The concept of flexibility is a major concern for human resource managers. Human resource flexibility refers to the capability to facilitate the organization’s ability to adapt effectively and in a timely manner to changing or diverse demands from its environment. According to Wright and Snell, human resource flexibility is “the extent to which the firm’s human resources possess skills that can give a firm options for pursuing strategic alternatives in the firm’s competitive environment, as well as the extent to which the necessary Human Resource Management practices can be identified, developed, and implemented quickly to maximize the flexibilities inherent in those human resources.” (Wright 772) The need for flexibility arises from the changing business environment, a change in social environment, and government policy environment. Changes in the business environment typically include highly competitive global product markets and changes in advancements in technology, while changes in the social environment can include certain patterns, such as male to female ratio or retirement trends. Strategic planning involves a set of procedures for making decisions about an organization’s long-term goals and strategies. In comparison, Human resource planning is the process of anticipating and providing for the movement of people into, within, and out of the organization. This is important for human resource managers because it lets them create and adapt to a more flexible environment. By analyzing the culture, competition and composition of the workforce, managers can establish quality, service, speed, and innovation goals. They can also reconcile supply and demand by hiring more employees, laying off short-term/temporary worker, and/or downsizing. Successful human resource planning helps to increase organizational capacity—which is the capacity of the organization to continuously act and change in pursuit of sustainable competitive advantage. Flexibility can be achieved in two primary ways. Coordination flexibility is the ability to rapidly reallocate resources to new or changing needs, while resource flexibility results from having resources that can be used in different ways and people who can perform different functions in different ways. According to Atkinson and Meager’s model of the “flexible firm”, there are four types of flexibility that is looked for by companies. Functional flexibility refers to a firm’s ability to adjust and deploy the skills of its employees to match the tasks required by its changing workload. This can be done by multi-skilling, dual skilling, or dismantling of traditional rigidities between occupational. By training employees to handle more than one task, they become more functional; this can improve efficiency as well as reduce costs. The next type of flexibility in Atkinson and Meager’s model is external numerical flexibility. External numerical flexibility refers to a firm’s ability to adjust the level of labor inputs to meet fluctuations in outputs. Human resource managers can adjust the level of labor by increasing/decreasing the use of part timers, temporary, or short-term contract staff. Increasing a mixture of non-standard employment forms will be more efficient and cheaper. The third type of flexibility is internal numerical flexibility. Instead of hiring part time or temporary workers, this flexibility is achieved by adjusting the hours or schedules of employees already employed at the firm. The advantage of this is that it saves the firm money and time. The final type of flexibility is financial flexibility. Financial flexibility refers to achievement of flexibility through the pay and reward structure. Intrinsic and extrinsic rewards are used to motivate and retain a qualified workforce. Pay raises, benefits, and vacation time are all examples of providing financial flexibility for employees. According to the model of flexibly, there are two separate divisions of the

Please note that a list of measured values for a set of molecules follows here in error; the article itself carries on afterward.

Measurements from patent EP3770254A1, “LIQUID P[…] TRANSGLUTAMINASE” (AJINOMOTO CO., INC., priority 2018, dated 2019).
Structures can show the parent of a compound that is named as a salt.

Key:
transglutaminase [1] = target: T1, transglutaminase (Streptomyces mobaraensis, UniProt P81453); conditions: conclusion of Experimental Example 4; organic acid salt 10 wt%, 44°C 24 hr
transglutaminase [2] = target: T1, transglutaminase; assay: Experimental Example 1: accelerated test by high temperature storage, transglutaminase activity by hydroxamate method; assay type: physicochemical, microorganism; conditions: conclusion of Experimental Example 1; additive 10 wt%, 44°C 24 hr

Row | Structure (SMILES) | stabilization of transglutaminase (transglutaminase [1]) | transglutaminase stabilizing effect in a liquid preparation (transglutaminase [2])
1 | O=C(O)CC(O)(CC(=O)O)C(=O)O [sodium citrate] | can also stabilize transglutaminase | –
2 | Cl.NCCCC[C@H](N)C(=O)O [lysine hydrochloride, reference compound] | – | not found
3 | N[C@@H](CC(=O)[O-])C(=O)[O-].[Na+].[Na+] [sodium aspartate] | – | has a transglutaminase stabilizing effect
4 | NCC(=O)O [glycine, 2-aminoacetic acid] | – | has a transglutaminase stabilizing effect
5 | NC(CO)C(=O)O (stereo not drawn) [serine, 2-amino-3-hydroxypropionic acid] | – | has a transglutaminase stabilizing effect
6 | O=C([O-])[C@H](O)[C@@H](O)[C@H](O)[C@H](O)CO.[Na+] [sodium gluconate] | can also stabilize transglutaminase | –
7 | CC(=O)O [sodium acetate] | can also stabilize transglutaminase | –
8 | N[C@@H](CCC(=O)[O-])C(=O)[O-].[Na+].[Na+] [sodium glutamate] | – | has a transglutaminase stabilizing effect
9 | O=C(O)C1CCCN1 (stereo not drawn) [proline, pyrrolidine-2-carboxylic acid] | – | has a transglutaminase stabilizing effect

job-related knowledge, skills etc) development programs (ability to meet changes in job requirements)
performance management systems (checking that employees activities match goals)
reward systems (low or high pay, tying pay to performance etc)
labour relations programs (good relations can bring competitive advantage)
* Role behaviour behaviours required of an individual in his or her role
* Concentration strategy increase market share, decrease costs, Focus on what a company is best…